NEW YORK • A violent spring storm that killed at least five people in the North-eastern United States downed trees and power lines, leaving hundreds of thousands of people without power yesterday.
By daybreak, more than 370,000 residents were without power in New York, New Jersey, Connecticut and Pennsylvania, down from more than 600,000 on Tuesday night. Schools cancelled classes or delayed opening yesterday
The line of strong thunderstorms with wind gusts of 80 to 129kmh sped east across the region on Tuesday evening, causing local flooding, scattering debris and dropping hail as large as tennis balls.
Falling trees killed an 11-year-old girl and a woman in incidents in Newburgh, New York, police said.
Falling trees also killed two people in Connecticut in separate incidents, as well as a person in Pennsylvania, local media reported.
Local news showed footage of trees resting on top of crushed cars and houses, and vehicles submerged in water.
There were more than 100 reports of hail in states including Ohio, Pennsylvania, New York and Connecticut, the National Weather Service (NWS) said.
"Very few areas were left unscathed," Mr Bill Goodman, NWS meteorologist, said on Tuesday. He added that there were reports of wind ripping off the top of a water tower in Upper Manhattan and the roof off a hotel in Newburgh.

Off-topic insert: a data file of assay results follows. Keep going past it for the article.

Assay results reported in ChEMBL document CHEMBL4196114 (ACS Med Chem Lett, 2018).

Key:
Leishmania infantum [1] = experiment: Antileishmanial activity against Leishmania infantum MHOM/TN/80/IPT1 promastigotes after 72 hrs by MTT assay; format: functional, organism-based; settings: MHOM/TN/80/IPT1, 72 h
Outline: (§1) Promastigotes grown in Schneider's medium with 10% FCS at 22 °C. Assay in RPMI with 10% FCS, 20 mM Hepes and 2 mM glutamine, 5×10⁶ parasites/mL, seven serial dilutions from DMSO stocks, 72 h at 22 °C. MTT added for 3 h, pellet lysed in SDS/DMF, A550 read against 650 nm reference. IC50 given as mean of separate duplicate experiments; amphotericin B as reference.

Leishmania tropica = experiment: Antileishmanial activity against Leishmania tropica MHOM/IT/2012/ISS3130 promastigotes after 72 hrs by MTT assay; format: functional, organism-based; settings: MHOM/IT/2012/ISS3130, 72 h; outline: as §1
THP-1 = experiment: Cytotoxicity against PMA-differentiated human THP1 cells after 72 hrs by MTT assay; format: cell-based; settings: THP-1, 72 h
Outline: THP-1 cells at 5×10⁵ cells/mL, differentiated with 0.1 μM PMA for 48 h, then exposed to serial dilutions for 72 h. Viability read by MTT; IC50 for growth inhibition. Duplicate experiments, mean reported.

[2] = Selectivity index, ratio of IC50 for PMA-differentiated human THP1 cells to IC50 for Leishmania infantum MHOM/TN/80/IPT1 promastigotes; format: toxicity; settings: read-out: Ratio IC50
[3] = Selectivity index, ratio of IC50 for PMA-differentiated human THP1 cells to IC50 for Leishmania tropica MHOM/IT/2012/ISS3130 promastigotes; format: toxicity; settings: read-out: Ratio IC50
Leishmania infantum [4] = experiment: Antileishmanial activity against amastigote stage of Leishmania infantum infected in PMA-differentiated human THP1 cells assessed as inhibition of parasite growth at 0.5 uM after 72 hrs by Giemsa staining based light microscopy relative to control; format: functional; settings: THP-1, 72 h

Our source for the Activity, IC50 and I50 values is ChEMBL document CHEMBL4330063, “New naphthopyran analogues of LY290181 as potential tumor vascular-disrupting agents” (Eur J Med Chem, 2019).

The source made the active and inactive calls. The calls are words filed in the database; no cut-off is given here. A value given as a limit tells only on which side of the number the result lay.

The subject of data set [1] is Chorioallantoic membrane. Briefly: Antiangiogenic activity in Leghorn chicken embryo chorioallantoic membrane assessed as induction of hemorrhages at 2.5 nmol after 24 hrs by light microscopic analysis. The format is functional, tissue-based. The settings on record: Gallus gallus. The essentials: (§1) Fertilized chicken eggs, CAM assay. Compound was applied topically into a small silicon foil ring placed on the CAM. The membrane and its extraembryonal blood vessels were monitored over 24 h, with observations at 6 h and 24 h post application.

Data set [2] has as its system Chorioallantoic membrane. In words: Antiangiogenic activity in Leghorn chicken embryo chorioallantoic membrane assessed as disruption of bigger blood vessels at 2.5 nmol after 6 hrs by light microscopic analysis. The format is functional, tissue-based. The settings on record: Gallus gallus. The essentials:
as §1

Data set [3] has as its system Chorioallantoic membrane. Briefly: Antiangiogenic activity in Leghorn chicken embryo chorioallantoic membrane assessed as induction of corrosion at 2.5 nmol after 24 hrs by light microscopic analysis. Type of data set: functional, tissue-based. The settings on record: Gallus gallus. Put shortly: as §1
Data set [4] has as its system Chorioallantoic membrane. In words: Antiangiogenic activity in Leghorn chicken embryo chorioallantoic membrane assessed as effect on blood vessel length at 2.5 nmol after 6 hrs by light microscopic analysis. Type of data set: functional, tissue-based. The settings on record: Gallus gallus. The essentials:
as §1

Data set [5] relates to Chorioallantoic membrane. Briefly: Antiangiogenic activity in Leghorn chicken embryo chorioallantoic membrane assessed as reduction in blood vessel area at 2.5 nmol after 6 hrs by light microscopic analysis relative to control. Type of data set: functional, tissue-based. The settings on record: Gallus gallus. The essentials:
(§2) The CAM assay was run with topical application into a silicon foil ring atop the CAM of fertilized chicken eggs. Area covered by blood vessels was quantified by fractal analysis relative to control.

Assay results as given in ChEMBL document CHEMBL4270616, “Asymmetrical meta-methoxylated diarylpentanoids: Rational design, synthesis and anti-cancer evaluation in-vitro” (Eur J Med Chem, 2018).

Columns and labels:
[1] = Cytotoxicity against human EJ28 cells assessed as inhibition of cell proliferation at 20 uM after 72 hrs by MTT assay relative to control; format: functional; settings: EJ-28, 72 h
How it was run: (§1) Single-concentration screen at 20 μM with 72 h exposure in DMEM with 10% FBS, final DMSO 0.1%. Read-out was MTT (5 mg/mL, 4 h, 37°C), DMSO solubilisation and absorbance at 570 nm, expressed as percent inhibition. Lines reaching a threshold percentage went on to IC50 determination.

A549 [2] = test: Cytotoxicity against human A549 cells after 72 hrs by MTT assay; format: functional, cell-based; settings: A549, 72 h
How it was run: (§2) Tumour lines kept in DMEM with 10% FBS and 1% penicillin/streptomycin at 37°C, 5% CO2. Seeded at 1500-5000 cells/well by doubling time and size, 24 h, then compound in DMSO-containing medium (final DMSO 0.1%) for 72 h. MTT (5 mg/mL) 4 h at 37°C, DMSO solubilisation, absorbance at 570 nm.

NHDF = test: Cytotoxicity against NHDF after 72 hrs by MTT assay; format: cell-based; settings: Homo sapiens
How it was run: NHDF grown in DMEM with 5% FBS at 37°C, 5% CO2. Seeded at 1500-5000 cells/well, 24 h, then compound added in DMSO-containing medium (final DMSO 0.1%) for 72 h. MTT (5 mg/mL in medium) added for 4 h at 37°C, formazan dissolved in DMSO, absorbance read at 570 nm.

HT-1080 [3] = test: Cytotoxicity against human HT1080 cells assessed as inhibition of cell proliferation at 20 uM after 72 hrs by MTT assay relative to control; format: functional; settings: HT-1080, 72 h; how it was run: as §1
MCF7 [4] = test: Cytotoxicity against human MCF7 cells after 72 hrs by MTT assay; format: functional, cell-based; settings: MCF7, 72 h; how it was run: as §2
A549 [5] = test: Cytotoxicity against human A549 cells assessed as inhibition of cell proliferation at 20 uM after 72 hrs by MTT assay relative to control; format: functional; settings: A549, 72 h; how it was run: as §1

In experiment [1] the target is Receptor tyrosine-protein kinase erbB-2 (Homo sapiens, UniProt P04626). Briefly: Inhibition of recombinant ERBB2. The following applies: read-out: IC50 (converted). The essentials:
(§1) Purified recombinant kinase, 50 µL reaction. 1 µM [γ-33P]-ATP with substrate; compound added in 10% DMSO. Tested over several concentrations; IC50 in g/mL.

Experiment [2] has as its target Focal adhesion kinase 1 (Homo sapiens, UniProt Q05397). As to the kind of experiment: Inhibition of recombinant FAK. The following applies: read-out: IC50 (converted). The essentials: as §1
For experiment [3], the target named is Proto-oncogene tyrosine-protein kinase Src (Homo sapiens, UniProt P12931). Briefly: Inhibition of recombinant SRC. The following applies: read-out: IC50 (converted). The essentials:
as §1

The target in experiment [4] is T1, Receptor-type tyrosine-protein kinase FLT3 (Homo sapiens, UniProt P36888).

New York Governor Andrew Cuomo declared a state of emergency in several counties in southeast New York and deployed members of the New York National Guard to assist with the recovery.
Officials in Brookfield, Connecticut, declared a town disaster and told residents to stay inside until they could assess the damage.
"Please be aware that there are hundreds of downed trees, utility poles and electrical lines. AVOID all down trees and utility poles as they may still involve LIVE power lines," the Brookfield Police Department said on Facebook.
Most air traffic was back to normal yesterday morning after more than 500 flights were cancelled at the three major airports serving the New York area on Tuesday, and more than 100 at Boston's Logan International, according to tracking service FlightAware.com.
At Manhattan's Grand Central Terminal early on Tuesday evening, transit commuters stood cheek by jowl, with many people taking selfies to document the surreal scene.
Mr Forrest West, 27, was seated at the edge of the balcony, trying to stay out of the crowd on the station floor before him.
"I can't deal," Mr West said, as he waited for a train to his home in Stamford, Connecticut. "These people just look like thousands of ants."